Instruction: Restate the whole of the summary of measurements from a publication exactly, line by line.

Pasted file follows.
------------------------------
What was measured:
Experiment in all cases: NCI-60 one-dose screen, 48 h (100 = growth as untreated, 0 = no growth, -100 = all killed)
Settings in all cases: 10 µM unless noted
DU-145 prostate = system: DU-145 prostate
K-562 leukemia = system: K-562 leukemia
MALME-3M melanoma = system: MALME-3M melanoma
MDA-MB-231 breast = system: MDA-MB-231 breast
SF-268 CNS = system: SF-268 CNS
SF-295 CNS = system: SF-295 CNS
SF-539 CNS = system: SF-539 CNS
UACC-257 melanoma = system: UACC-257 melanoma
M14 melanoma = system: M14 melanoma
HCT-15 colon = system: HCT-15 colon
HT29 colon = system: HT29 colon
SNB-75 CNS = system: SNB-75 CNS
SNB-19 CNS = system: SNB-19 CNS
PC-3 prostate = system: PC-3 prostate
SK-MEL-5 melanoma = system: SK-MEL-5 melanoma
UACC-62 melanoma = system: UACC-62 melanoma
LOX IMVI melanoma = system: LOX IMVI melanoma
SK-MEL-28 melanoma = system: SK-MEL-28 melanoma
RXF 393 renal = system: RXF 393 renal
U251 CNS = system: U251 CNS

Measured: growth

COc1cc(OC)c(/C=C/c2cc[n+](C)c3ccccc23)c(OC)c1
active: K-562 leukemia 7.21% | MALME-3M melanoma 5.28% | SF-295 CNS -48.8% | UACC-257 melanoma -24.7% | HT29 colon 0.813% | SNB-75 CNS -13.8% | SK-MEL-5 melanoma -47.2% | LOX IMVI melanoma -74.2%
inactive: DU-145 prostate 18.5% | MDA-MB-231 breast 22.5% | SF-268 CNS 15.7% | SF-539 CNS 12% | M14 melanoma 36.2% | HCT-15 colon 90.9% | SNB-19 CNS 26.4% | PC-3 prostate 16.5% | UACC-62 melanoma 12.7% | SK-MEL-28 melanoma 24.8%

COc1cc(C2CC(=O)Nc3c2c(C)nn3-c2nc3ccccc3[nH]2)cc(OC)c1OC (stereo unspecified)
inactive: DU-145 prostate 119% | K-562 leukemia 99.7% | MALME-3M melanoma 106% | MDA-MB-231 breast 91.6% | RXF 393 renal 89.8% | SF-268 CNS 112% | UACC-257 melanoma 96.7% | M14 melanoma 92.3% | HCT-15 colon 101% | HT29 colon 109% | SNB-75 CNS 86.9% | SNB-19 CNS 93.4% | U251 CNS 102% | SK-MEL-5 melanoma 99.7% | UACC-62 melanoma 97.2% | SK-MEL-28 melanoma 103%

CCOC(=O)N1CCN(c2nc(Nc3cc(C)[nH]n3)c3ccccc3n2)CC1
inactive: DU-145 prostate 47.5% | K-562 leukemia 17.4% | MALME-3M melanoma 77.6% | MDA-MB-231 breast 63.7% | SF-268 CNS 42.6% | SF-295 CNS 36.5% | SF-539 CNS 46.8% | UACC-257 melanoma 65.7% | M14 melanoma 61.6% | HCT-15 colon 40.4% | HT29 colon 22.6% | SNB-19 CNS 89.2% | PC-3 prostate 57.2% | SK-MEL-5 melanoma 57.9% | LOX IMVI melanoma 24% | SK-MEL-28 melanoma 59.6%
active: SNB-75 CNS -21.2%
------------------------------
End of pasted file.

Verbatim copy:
What was measured:
Experiment in all cases: NCI-60 one-dose screen, 48 h (100 = growth as untreated, 0 = no growth, -100 = all killed)
Settings in all cases: 10 µM unless noted
DU-145 prostate = system: DU-145 prostate
K-562 leukemia = system: K-562 leukemia
MALME-3M melanoma = system: MALME-3M melanoma
MDA-MB-231 breast = system: MDA-MB-231 breast
SF-268 CNS = system: SF-268 CNS
SF-295 CNS = system: SF-295 CNS
SF-539 CNS = system: SF-539 CNS
UACC-257 melanoma = system: UACC-257 melanoma
M14 melanoma = system: M14 melanoma
HCT-15 colon = system: HCT-15 colon
HT29 colon = system: HT29 colon
SNB-75 CNS = system: SNB-75 CNS
SNB-19 CNS = system: SNB-19 CNS
PC-3 prostate = system: PC-3 prostate
SK-MEL-5 melanoma = system: SK-MEL-5 melanoma
UACC-62 melanoma = system: UACC-62 melanoma
LOX IMVI melanoma = system: LOX IMVI melanoma
SK-MEL-28 melanoma = system: SK-MEL-28 melanoma
RXF 393 renal = system: RXF 393 renal
U251 CNS = system: U251 CNS

Measured: growth

COc1cc(OC)c(/C=C/c2cc[n+](C)c3ccccc23)c(OC)c1
active: K-562 leukemia 7.21% | MALME-3M melanoma 5.28% | SF-295 CNS -48.8% | UACC-257 melanoma -24.7% | HT29 colon 0.813% | SNB-75 CNS -13.8% | SK-MEL-5 melanoma -47.2% | LOX IMVI melanoma -74.2%
inactive: DU-145 prostate 18.5% | MDA-MB-231 breast 22.5% | SF-268 CNS 15.7% | SF-539 CNS 12% | M14 melanoma 36.2% | HCT-15 colon 90.9% | SNB-19 CNS 26.4% | PC-3 prostate 16.5% | UACC-62 melanoma 12.7% | SK-MEL-28 melanoma 24.8%

COc1cc(C2CC(=O)Nc3c2c(C)nn3-c2nc3ccccc3[nH]2)cc(OC)c1OC (stereo unspecified)
inactive: DU-145 prostate 119% | K-562 leukemia 99.7% | MALME-3M melanoma 106% | MDA-MB-231 breast 91.6% | RXF 393 renal 89.8% | SF-268 CNS 112% | UACC-257 melanoma 96.7% | M14 melanoma 92.3% | HCT-15 colon 101% | HT29 colon 109% | SNB-75 CNS 86.9% | SNB-19 CNS 93.4% | U251 CNS 102% | SK-MEL-5 melanoma 99.7% | UACC-62 melanoma 97.2% | SK-MEL-28 melanoma 103%

CCOC(=O)N1CCN(c2nc(Nc3cc(C)[nH]n3)c3ccccc3n2)CC1
inactive: DU-145 prostate 47.5% | K-562 leukemia 17.4% | MALME-3M melanoma 77.6% | MDA-MB-231 breast 63.7% | SF-268 CNS 42.6% | SF-295 CNS 36.5% | SF-539 CNS 46.8% | UACC-257 melanoma 65.7% | M14 melanoma 61.6% | HCT-15 colon 40.4% | HT29 colon 22.6% | SNB-19 CNS 89.2% | PC-3 prostate 57.2% | SK-MEL-5 melanoma 57.9% | LOX IMVI melanoma 24% | SK-MEL-28 melanoma 59.6%
active: SNB-75 CNS -21.2%